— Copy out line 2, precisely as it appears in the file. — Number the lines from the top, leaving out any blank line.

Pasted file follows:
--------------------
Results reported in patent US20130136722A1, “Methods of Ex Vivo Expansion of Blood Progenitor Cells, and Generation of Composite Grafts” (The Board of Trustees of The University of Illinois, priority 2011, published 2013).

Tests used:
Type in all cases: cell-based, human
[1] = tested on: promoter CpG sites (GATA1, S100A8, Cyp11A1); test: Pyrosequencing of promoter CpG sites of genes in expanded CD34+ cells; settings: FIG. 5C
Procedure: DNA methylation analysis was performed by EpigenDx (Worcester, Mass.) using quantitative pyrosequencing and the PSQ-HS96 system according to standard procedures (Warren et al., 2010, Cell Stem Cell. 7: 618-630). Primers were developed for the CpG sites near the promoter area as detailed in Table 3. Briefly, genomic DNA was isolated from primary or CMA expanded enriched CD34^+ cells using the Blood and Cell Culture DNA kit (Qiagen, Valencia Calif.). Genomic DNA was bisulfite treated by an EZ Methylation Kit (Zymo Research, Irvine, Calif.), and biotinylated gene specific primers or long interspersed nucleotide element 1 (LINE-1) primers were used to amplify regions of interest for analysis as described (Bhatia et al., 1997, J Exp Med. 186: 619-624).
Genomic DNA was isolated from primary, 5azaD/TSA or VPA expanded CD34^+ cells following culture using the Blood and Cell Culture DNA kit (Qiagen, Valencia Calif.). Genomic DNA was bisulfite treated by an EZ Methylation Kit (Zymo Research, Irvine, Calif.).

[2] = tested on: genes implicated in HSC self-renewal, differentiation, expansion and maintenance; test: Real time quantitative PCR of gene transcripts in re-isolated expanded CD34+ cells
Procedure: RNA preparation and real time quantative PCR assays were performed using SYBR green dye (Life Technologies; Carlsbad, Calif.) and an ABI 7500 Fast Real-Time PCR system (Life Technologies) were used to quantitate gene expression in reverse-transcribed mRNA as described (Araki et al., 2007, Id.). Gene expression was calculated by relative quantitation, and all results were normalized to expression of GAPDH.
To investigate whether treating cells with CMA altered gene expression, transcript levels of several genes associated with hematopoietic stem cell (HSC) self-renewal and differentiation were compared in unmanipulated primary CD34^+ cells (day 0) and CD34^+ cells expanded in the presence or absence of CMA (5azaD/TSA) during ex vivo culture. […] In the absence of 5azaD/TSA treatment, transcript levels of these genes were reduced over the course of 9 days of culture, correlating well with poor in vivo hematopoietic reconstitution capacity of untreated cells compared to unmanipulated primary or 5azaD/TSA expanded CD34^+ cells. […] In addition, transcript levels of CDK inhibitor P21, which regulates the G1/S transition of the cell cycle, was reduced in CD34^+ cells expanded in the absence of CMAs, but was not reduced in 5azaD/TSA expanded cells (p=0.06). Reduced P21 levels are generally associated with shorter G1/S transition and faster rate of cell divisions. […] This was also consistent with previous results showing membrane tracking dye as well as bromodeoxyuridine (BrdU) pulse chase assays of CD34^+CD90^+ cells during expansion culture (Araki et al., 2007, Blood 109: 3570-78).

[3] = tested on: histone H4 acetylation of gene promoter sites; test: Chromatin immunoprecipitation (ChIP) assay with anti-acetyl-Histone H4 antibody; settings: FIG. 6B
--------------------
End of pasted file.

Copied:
Tests used: